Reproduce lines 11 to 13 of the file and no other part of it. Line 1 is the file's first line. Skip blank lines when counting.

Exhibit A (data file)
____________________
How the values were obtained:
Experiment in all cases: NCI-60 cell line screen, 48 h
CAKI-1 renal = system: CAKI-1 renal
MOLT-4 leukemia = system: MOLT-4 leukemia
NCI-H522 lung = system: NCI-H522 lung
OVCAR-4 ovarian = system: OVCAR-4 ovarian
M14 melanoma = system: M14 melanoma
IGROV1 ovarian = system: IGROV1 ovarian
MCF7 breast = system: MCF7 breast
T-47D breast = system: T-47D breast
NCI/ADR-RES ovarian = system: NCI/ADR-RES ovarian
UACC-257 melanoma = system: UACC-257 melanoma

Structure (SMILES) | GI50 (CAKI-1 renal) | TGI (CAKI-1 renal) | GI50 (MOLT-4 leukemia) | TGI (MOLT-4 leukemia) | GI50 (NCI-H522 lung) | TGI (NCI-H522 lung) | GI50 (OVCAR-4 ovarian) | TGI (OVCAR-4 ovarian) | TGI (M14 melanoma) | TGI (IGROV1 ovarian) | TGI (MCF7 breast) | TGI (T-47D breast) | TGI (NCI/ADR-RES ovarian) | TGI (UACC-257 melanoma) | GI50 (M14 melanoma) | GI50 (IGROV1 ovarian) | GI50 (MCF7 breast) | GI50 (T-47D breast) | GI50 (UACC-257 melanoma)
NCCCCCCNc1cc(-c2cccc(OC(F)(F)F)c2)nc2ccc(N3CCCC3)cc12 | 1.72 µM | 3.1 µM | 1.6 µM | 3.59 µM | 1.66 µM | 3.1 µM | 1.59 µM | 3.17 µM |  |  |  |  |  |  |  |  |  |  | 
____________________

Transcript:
NCI/ADR-RES ovarian = system: NCI/ADR-RES ovarian
UACC-257 melanoma = system: UACC-257 melanoma

Structure (SMILES) | GI50 (CAKI-1 renal) | TGI (CAKI-1 renal) | GI50 (MOLT-4 leukemia) | TGI (MOLT-4 leukemia) | GI50 (NCI-H522 lung) | TGI (NCI-H522 lung) | GI50 (OVCAR-4 ovarian) | TGI (OVCAR-4 ovarian) | TGI (M14 melanoma) | TGI (IGROV1 ovarian) | TGI (MCF7 breast) | TGI (T-47D breast) | TGI (NCI/ADR-RES ovarian) | TGI (UACC-257 melanoma) | GI50 (M14 melanoma) | GI50 (IGROV1 ovarian) | GI50 (MCF7 breast) | GI50 (T-47D breast) | GI50 (UACC-257 melanoma)